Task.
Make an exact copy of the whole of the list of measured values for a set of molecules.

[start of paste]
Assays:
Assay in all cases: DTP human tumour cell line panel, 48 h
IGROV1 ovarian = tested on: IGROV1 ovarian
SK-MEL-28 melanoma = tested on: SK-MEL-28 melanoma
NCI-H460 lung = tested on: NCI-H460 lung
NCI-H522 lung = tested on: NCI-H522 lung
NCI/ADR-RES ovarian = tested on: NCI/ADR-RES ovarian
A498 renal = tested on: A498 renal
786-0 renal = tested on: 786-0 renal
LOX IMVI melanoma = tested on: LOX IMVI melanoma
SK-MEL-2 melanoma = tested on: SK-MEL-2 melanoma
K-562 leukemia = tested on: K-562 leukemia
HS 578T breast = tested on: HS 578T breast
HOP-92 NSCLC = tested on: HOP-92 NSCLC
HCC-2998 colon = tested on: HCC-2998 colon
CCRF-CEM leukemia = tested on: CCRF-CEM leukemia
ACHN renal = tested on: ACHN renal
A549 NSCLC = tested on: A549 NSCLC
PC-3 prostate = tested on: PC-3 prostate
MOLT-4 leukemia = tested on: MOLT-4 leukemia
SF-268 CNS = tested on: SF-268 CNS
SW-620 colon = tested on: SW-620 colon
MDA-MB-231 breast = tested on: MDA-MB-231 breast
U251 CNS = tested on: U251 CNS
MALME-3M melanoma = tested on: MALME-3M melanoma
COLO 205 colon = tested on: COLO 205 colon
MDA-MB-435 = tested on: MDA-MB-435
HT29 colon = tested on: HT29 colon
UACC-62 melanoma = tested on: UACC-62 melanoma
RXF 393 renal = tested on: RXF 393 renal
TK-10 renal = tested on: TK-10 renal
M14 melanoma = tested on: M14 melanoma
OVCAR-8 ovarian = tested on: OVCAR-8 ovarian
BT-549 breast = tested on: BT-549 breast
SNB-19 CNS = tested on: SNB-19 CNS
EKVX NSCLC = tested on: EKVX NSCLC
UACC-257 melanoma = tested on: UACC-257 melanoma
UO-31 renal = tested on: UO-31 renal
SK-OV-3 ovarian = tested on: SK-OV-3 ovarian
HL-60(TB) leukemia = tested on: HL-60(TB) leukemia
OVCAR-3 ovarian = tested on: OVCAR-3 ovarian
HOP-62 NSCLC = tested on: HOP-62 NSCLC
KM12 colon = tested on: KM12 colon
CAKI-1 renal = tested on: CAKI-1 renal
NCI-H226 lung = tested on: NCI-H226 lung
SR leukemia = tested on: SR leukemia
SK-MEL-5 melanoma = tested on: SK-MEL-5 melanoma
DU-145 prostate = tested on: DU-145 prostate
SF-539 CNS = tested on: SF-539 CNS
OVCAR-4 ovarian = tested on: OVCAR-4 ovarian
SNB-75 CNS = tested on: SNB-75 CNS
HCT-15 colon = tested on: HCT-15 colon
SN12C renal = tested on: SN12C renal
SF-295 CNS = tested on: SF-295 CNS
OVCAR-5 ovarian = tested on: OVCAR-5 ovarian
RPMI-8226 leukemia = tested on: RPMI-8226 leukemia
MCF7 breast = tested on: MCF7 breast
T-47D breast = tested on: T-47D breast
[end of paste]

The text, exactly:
Assays:
Assay in all cases: DTP human tumour cell line panel, 48 h
IGROV1 ovarian = tested on: IGROV1 ovarian
SK-MEL-28 melanoma = tested on: SK-MEL-28 melanoma
NCI-H460 lung = tested on: NCI-H460 lung
NCI-H522 lung = tested on: NCI-H522 lung
NCI/ADR-RES ovarian = tested on: NCI/ADR-RES ovarian
A498 renal = tested on: A498 renal
786-0 renal = tested on: 786-0 renal
LOX IMVI melanoma = tested on: LOX IMVI melanoma
SK-MEL-2 melanoma = tested on: SK-MEL-2 melanoma
K-562 leukemia = tested on: K-562 leukemia
HS 578T breast = tested on: HS 578T breast
HOP-92 NSCLC = tested on: HOP-92 NSCLC
HCC-2998 colon = tested on: HCC-2998 colon
CCRF-CEM leukemia = tested on: CCRF-CEM leukemia
ACHN renal = tested on: ACHN renal
A549 NSCLC = tested on: A549 NSCLC
PC-3 prostate = tested on: PC-3 prostate
MOLT-4 leukemia = tested on: MOLT-4 leukemia
SF-268 CNS = tested on: SF-268 CNS
SW-620 colon = tested on: SW-620 colon
MDA-MB-231 breast = tested on: MDA-MB-231 breast
U251 CNS = tested on: U251 CNS
MALME-3M melanoma = tested on: MALME-3M melanoma
COLO 205 colon = tested on: COLO 205 colon
MDA-MB-435 = tested on: MDA-MB-435
HT29 colon = tested on: HT29 colon
UACC-62 melanoma = tested on: UACC-62 melanoma
RXF 393 renal = tested on: RXF 393 renal
TK-10 renal = tested on: TK-10 renal
M14 melanoma = tested on: M14 melanoma
OVCAR-8 ovarian = tested on: OVCAR-8 ovarian
BT-549 breast = tested on: BT-549 breast
SNB-19 CNS = tested on: SNB-19 CNS
EKVX NSCLC = tested on: EKVX NSCLC
UACC-257 melanoma = tested on: UACC-257 melanoma
UO-31 renal = tested on: UO-31 renal
SK-OV-3 ovarian = tested on: SK-OV-3 ovarian
HL-60(TB) leukemia = tested on: HL-60(TB) leukemia
OVCAR-3 ovarian = tested on: OVCAR-3 ovarian
HOP-62 NSCLC = tested on: HOP-62 NSCLC
KM12 colon = tested on: KM12 colon
CAKI-1 renal = tested on: CAKI-1 renal
NCI-H226 lung = tested on: NCI-H226 lung
SR leukemia = tested on: SR leukemia
SK-MEL-5 melanoma = tested on: SK-MEL-5 melanoma
DU-145 prostate = tested on: DU-145 prostate
SF-539 CNS = tested on: SF-539 CNS
OVCAR-4 ovarian = tested on: OVCAR-4 ovarian
SNB-75 CNS = tested on: SNB-75 CNS
HCT-15 colon = tested on: HCT-15 colon
SN12C renal = tested on: SN12C renal
SF-295 CNS = tested on: SF-295 CNS
OVCAR-5 ovarian = tested on: OVCAR-5 ovarian
RPMI-8226 leukemia = tested on: RPMI-8226 leukemia
MCF7 breast = tested on: MCF7 breast
T-47D breast = tested on: T-47D breast